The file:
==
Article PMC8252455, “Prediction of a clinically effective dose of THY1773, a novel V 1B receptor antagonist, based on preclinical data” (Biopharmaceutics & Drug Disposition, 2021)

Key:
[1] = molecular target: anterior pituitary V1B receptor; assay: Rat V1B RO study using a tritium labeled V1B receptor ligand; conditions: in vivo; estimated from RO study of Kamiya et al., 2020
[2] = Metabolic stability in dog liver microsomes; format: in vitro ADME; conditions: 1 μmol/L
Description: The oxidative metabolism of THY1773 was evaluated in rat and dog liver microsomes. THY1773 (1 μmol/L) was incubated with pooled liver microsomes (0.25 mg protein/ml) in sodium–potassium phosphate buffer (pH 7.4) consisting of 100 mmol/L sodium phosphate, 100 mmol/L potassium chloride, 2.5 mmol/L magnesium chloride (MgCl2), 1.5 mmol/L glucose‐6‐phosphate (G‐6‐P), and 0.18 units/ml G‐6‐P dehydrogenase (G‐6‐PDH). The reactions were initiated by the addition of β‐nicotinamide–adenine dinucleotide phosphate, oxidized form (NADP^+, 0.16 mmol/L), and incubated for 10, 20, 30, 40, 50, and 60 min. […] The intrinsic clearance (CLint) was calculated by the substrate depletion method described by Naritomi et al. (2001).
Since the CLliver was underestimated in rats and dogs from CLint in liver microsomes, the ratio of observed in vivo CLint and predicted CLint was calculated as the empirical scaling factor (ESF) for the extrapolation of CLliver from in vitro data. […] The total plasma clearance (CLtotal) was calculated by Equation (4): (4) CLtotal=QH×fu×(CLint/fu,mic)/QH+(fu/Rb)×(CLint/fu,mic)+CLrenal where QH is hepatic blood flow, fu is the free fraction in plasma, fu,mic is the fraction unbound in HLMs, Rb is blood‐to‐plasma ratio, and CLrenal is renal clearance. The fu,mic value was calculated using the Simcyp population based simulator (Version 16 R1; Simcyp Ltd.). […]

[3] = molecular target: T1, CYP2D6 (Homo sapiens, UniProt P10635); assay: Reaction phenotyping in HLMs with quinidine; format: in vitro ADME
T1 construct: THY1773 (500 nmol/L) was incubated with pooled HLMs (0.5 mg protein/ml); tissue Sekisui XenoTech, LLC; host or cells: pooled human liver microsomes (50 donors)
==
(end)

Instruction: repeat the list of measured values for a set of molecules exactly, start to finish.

Article PMC8252455, “Prediction of a clinically effective dose of THY1773, a novel V 1B receptor antagonist, based on preclinical data” (Biopharmaceutics & Drug Disposition, 2021)

Key:
[1] = molecular target: anterior pituitary V1B receptor; assay: Rat V1B RO study using a tritium labeled V1B receptor ligand; conditions: in vivo; estimated from RO study of Kamiya et al., 2020
[2] = Metabolic stability in dog liver microsomes; format: in vitro ADME; conditions: 1 μmol/L
Description: The oxidative metabolism of THY1773 was evaluated in rat and dog liver microsomes. THY1773 (1 μmol/L) was incubated with pooled liver microsomes (0.25 mg protein/ml) in sodium–potassium phosphate buffer (pH 7.4) consisting of 100 mmol/L sodium phosphate, 100 mmol/L potassium chloride, 2.5 mmol/L magnesium chloride (MgCl2), 1.5 mmol/L glucose‐6‐phosphate (G‐6‐P), and 0.18 units/ml G‐6‐P dehydrogenase (G‐6‐PDH). The reactions were initiated by the addition of β‐nicotinamide–adenine dinucleotide phosphate, oxidized form (NADP^+, 0.16 mmol/L), and incubated for 10, 20, 30, 40, 50, and 60 min. […] The intrinsic clearance (CLint) was calculated by the substrate depletion method described by Naritomi et al. (2001).
Since the CLliver was underestimated in rats and dogs from CLint in liver microsomes, the ratio of observed in vivo CLint and predicted CLint was calculated as the empirical scaling factor (ESF) for the extrapolation of CLliver from in vitro data. […] The total plasma clearance (CLtotal) was calculated by Equation (4): (4) CLtotal=QH×fu×(CLint/fu,mic)/QH+(fu/Rb)×(CLint/fu,mic)+CLrenal where QH is hepatic blood flow, fu is the free fraction in plasma, fu,mic is the fraction unbound in HLMs, Rb is blood‐to‐plasma ratio, and CLrenal is renal clearance. The fu,mic value was calculated using the Simcyp population based simulator (Version 16 R1; Simcyp Ltd.). […]

[3] = molecular target: T1, CYP2D6 (Homo sapiens, UniProt P10635); assay: Reaction phenotyping in HLMs with quinidine; format: in vitro ADME
T1 construct: THY1773 (500 nmol/L) was incubated with pooled HLMs (0.5 mg protein/ml); tissue Sekisui XenoTech, LLC; host or cells: pooled human liver microsomes (50 donors)